GBP USD Exchange Rate Forecast 2017 – 2018
The past 12 months have been momentous for both the UK and the US and, naturally, two events in particular – the vote to leave the EU and the election of President Trump – have driven volatility in GBP to USD exchange rate. Indeed, on some short-term measures the level of volatility in GBP to USD was higher than the dark depths of the Credit Crunch almost ten years ago.
Since the election of Donald Trump, sterling has spent the majority of its time hovering around the 1.26 level – in fact, it has averaged 1.2664 since the beginning of 2017. The time spent below that average was mainly at the beginning of the year when markets still believed that the Trump White House’s reform agenda would progress easily. Since then, however, investors at the margin have viewed the news coming from the United States as more negative than that from the UK.
That is not to say that the news from the UK is overtly positive but currency markets are all about relative value.
Politics: Not positive for either
One year from now more than 50% of the time the UK has to negotiate its exit from the European Union will have passed, unless a transitional arrangement is signed sooner. At the time of writing, negotiations have stalled as initial discussions over the so-called ‘divorce bill’ and the nature of the border between the UK and Ireland have dominated. The longer these issues distract from arguably more vital discussions on trade and investment, the more pernicious the atmosphere around sterling will become.
Similarly the Trump administration is at a pretty low ebb. Its healthcare reform plan in tatters and subsequent legislation and votes on tax reform and regulations have been held up. The Special Prosecutor investigations into the Trump campaign’s relationship with the Russian state could throw up any number of possibilities. How negative for the USD this is in the longer term we will have to wait and see but the Trump Presidency has demonstrated Teflon like qualities so far.
Central banks: Both leaning dovishly
The latest Quarterly Inflation Report showed that the Bank of England struck is altogether rather downbeat; growth forecasts have been cut and inflation projections still look relatively benign. This directly feeds into the belief that as we move further past the anniversary of the UK’s decision to leave the EU, this base effect on UK price levels will diminish and year on year inflation will calm.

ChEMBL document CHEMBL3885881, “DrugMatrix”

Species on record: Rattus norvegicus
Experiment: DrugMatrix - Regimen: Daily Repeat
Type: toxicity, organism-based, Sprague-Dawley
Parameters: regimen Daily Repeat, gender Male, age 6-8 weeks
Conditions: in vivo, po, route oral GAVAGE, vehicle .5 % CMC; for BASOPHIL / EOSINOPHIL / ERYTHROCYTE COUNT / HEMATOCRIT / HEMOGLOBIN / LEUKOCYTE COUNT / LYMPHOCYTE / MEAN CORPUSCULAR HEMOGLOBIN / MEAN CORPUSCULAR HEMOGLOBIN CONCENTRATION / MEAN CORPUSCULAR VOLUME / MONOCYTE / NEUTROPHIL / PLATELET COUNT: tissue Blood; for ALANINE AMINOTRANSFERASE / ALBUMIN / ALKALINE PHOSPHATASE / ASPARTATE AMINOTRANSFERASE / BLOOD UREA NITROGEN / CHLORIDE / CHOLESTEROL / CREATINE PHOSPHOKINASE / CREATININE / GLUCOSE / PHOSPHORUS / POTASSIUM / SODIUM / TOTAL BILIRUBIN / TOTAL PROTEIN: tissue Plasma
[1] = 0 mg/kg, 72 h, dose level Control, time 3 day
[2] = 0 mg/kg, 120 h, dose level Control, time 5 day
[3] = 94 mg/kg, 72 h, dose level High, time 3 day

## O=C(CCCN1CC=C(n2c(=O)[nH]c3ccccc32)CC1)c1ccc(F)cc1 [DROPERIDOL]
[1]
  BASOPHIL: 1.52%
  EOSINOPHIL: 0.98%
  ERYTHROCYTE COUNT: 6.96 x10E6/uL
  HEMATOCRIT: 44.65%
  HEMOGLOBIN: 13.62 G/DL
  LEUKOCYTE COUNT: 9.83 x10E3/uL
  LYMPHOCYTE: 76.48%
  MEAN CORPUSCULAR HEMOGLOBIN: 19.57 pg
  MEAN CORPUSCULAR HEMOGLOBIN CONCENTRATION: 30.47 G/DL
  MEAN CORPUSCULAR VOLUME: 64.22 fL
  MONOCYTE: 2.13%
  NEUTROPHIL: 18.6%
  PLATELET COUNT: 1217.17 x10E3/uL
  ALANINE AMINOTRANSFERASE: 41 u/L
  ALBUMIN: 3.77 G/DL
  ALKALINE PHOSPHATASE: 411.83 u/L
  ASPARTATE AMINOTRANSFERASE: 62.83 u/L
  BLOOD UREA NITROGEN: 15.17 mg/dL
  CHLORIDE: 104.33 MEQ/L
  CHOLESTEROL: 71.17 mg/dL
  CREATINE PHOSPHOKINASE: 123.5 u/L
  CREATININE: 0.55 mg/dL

The pain that UK consumers are facing at the moment is not just as a result of a pickup in prices but a slowing of wage growth too. While the Bank of England may be confident that inflation may become more benign there is less confidence that pay will start to charge higher.
We foresee that while the Bank of England may continue to make noises about rate hikes, an actual increase in borrowing costs is not likely in the coming 12 months and therefore limited support will be afforded to the pound by the central bank.
In the US the Fed has made it fairly clear that they would like to begin the reduction of their balance sheet as soon as September. This is not too much of a surprise and it perhaps validates the recent fears over just how many interest rate rises the Fed can push through in the coming months. Back in May there was a 50% chance that interest rates would rise in September; that is now 4%. There is a 40% chance of something happening in December but that has slipped from 60% over the same time period.
The chart below shows the high, low, median and mean estimates of where a panel of 92 economists and strategists surveyed by Bloomberg believe GBPUSD will trade between now and the end of next year.
Data source: Bloomberg LLP
Complex political backdrops mean that neither sterling nor the US dollar is in the rudest health and the negatives of each pair are basically cancelling each other out. Our view is more negative on the pound given the generational and exceptional changes being negotiated around the UK’s relationship with the EU, while we believe the USD may benefit from weakness against the EUR in the coming months.